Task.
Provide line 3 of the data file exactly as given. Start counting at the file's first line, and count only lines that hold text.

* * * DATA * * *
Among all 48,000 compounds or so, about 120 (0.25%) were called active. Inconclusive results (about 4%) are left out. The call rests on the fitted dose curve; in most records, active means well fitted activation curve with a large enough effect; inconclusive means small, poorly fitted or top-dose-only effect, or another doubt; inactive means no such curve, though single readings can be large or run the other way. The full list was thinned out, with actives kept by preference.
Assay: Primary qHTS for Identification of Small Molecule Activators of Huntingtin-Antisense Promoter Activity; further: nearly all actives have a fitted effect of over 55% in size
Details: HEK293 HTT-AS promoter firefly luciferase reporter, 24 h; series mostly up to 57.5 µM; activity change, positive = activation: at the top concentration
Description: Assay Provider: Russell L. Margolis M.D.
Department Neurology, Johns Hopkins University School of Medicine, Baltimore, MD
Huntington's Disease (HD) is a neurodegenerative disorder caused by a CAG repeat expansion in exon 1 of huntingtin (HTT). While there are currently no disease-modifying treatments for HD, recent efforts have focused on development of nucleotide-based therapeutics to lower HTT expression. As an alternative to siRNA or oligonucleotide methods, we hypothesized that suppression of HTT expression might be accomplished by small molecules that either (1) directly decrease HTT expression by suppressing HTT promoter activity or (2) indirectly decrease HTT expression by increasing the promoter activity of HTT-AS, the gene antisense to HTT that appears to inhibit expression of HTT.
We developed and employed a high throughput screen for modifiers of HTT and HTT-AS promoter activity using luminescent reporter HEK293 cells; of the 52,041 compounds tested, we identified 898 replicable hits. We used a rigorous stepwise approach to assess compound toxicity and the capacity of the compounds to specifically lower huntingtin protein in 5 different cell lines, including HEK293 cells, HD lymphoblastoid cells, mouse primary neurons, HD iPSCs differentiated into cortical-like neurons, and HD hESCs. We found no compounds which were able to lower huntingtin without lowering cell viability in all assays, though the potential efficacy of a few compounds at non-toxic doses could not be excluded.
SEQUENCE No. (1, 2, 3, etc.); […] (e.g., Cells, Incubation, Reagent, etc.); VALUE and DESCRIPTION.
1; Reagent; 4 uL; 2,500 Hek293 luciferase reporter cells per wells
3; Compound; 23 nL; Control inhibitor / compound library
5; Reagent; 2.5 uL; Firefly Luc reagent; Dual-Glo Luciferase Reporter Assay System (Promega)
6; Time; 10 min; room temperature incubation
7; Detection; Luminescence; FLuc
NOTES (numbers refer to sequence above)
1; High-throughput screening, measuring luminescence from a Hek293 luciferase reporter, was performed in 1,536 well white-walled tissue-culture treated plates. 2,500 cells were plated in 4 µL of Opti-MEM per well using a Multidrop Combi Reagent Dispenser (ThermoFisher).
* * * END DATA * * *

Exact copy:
Details: HEK293 HTT-AS promoter firefly luciferase reporter, 24 h; series mostly up to 57.5 µM; activity change, positive = activation: at the top concentration